“Dublinked” opens window on €27 billion EU open data market
Across the EU, public sector bodies are estimated to be sitting on a potential treasure trove of data, worth up to €27 billion*. Through a unique initiative launched today between Dublin’s Local Authorities and NUI Maynooth, businesses, technologists, app developers, researchers and entrepreneurs are now invited to join “Dublinked” – a membership network to mine, exploit and utilise public data to generate new revenue streams and address regional challenges.
Dublinked, the new regional data sharing initiative sees previously unreleased public operational data being made available online for others to research or reuse. With the initial data coming from Dublin City Council and Dun Laoghaire Rathdown, South Dublin and Fingal County Councils, it is expected that other public and private organisations in Dublin will link up with Dublinked to share their data and invite research collaborations. The information is curated by NUI Maynooth to ensure ideas can be commercialised as easily as possible and to minimise legal or technical barriers that can be impediments for small and medium businesses (SMEs) seeking to develop and prove business ideas.
The initial release of data consists of over 100 environmental, traffic and planning datasets including:
- Planning application data from across the region
- Water flow, rainfall and energy monitoring
- Air, water pollution and noise maps for the Dublin region
- A wide array of usable mapping from development plans, river catchment and drainage
- Parking, residential and disabled parking as well as detailed traffic volumes
John Tierney, Dublin City Manager on behalf of the Dublin local authorities said “Dublin like all cities is complex to plan, manage and service. Dublinked gives others the chance to see the complex planning and operational data that contribute to resource planning and operational decisions that Council staff make every day”.
Speaking at a seminar to over 120 Dublin businesses today, Dublinked Co-ordinator, Dr Ronan Farrell of NUI Maynooth said businesses and entrepreneurs would use this data to develop innovative and interesting business ideas which would drive job growth while also enhancing city living. “We have seen fantastic examples in other cities of new user interfaces for public transport information, the property market or healthcare data. One of the unique benefits of Open Data is that applications developed here can easily be adapted for other cities around the world and we look forward to working with our Dublinked partners to develop new businesses from Dublin”, he said.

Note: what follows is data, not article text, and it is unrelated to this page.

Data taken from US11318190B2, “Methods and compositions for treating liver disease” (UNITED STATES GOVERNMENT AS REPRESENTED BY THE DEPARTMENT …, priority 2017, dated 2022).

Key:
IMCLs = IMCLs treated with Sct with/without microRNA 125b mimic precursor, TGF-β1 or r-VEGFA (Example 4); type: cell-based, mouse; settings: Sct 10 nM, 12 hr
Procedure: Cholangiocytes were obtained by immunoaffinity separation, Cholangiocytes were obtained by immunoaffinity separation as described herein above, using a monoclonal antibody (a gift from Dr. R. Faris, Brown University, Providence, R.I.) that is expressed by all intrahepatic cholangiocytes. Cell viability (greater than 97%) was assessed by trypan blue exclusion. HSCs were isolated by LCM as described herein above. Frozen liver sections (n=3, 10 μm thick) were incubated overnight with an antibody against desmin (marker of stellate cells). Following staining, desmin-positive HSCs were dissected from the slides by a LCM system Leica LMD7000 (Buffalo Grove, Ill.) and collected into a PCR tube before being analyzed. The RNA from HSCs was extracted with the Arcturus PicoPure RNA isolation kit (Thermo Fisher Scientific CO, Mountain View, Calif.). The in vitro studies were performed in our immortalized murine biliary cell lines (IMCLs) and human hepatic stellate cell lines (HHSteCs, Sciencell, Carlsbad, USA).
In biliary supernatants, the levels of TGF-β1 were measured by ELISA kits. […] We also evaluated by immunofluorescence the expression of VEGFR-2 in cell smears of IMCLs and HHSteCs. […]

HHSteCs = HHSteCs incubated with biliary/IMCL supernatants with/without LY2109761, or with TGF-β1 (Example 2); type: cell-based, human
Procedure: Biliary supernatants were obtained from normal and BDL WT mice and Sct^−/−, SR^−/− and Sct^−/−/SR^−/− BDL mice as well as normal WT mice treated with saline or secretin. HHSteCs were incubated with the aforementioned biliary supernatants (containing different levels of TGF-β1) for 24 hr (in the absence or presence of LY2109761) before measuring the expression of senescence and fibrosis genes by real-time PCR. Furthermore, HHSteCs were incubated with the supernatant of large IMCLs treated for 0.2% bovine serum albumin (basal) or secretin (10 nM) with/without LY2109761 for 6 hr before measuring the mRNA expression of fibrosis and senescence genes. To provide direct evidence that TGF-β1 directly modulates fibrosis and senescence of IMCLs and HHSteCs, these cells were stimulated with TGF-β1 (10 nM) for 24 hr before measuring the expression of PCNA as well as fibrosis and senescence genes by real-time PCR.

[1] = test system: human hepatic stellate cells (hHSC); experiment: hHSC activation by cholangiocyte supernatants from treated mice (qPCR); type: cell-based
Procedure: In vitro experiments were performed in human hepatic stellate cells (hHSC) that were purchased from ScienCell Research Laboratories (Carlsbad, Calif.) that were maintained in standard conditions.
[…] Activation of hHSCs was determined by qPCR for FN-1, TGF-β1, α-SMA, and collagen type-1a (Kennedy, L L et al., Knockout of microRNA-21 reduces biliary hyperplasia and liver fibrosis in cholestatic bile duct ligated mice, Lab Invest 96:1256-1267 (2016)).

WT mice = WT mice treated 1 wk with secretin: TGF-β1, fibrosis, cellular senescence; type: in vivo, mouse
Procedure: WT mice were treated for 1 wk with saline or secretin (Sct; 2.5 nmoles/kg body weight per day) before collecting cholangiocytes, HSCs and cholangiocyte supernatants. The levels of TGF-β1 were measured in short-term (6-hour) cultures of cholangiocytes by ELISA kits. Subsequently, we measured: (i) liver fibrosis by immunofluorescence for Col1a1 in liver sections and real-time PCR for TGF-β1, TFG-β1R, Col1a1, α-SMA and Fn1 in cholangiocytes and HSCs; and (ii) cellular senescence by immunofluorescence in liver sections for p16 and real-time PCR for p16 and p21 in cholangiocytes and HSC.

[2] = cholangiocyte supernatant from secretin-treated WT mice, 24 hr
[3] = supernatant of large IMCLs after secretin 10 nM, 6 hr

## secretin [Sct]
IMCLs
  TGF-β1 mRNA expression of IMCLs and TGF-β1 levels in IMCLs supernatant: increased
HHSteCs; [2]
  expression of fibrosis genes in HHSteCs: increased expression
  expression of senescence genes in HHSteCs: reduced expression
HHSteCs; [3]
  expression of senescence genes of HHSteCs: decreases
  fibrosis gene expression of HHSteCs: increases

Dublinked is unique in providing both open data and an additional membership zone. Members can access additional datasets in the research zone and participate in regular member events. Fees vary and are based on company size. The first event on regional water data will take place on November 24th. (www.dublinked.ie for further details).
To enable the start up phase of this project IBM Research has offered a technology platform using open data collaboration technologies and research tools. “IBM Research is delighted to be providing our open innovation platform to "Dublinked" and to be part of making city data available to the wider research community, not only to drive innovation, but to drive collaborative and rigorous research" said Dr. Lisa Amini, Director, IBM Smarter Cities Technology Centre.
Also speaking at the launch of ‘Dublinked’ at the Wood Quay event were:
Andrew Montague Dublin Lord Mayor said “As a website designer I know the power of unlocking data e.g. the real time passenger information that’s available on phones or finding the nearest dublinbike. Dublinked is the first regional data sharing initiative which we are proud to unveil during the Dublin Innovation Festival. We look forward to seeing regional information being merged, reused and re-imagined in unexpected ways.”
Adam Greenfield of Urbanscale the renowned New York based author on networked cities and ubiquitous computing spoke on how cities, citizens and businesses can benefit from access to city data said “ Just as the novice programmer is invited to learn from, understand, and improve upon — to “hack” — open-source software, the city itself should invite its users to demystify and re engineer the places in which they live and the processes which generate meaning, at the most intimate and immediate level. …We are quite comfortable in asserting that open resources will give rise to the most vibrant ecosystem of third-party development, an ecosystem of entrepreneurs free to search the space of possibility and elaborate on niche opportunities previously unimaginable”
Jonathan Raper, CEO of PLACR, a UK company specialising in the use of open data. His view on open data is that “Open Data is incredibly exciting and its potential is practically endless. However one of the issues can be that public sector bodies often do not move at the pace that SMEs require to prove their ideas and get it to market. What is exciting about Dublinked is that the Local Authorities have partnered with NUI Maynooth to curate the data and remove many of these impediments. This is a key learning from around the world”
This Dublinked event is part of Innovation Dublin 2011, which takes place across Dublin from 17th October to 18th November. The festival demonstrates Dublin’s capacity to inspire, interact and innovate.
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